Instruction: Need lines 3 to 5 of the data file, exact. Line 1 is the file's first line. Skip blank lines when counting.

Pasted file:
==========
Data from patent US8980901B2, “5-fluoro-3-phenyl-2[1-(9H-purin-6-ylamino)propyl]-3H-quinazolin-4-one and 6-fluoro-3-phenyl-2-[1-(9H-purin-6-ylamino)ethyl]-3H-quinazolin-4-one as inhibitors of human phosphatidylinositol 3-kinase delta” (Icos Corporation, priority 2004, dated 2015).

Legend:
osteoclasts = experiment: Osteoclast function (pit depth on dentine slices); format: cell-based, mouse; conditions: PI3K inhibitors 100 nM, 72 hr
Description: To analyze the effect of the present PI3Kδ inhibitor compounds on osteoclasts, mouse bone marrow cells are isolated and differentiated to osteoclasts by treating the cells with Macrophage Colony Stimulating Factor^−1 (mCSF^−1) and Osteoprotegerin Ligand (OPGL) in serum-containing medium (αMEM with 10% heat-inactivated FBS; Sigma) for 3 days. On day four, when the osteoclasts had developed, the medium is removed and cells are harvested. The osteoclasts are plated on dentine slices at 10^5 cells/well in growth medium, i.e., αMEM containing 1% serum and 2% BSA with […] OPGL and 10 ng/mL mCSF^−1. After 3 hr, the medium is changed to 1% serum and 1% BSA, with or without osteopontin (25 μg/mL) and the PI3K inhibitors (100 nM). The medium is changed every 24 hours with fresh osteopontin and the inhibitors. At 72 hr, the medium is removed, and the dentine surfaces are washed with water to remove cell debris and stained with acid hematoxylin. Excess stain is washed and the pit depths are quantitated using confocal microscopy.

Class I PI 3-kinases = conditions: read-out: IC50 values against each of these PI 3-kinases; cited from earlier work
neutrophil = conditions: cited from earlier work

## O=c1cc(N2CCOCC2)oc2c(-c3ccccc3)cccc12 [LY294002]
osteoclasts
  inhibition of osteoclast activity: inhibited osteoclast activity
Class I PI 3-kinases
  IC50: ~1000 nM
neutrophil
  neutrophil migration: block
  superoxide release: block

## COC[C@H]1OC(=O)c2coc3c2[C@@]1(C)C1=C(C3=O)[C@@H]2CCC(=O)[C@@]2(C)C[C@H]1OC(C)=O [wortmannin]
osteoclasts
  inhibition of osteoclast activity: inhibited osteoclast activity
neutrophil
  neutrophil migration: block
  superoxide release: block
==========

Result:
osteoclasts = experiment: Osteoclast function (pit depth on dentine slices); format: cell-based, mouse; conditions: PI3K inhibitors 100 nM, 72 hr
Description: To analyze the effect of the present PI3Kδ inhibitor compounds on osteoclasts, mouse bone marrow cells are isolated and differentiated to osteoclasts by treating the cells with Macrophage Colony Stimulating Factor^−1 (mCSF^−1) and Osteoprotegerin Ligand (OPGL) in serum-containing medium (αMEM with 10% heat-inactivated FBS; Sigma) for 3 days. On day four, when the osteoclasts had developed, the medium is removed and cells are harvested. The osteoclasts are plated on dentine slices at 10^5 cells/well in growth medium, i.e., αMEM containing 1% serum and 2% BSA with […] OPGL and 10 ng/mL mCSF^−1. After 3 hr, the medium is changed to 1% serum and 1% BSA, with or without osteopontin (25 μg/mL) and the PI3K inhibitors (100 nM). The medium is changed every 24 hours with fresh osteopontin and the inhibitors. At 72 hr, the medium is removed, and the dentine surfaces are washed with water to remove cell debris and stained with acid hematoxylin. Excess stain is washed and the pit depths are quantitated using confocal microscopy.

Class I PI 3-kinases = conditions: read-out: IC50 values against each of these PI 3-kinases; cited from earlier work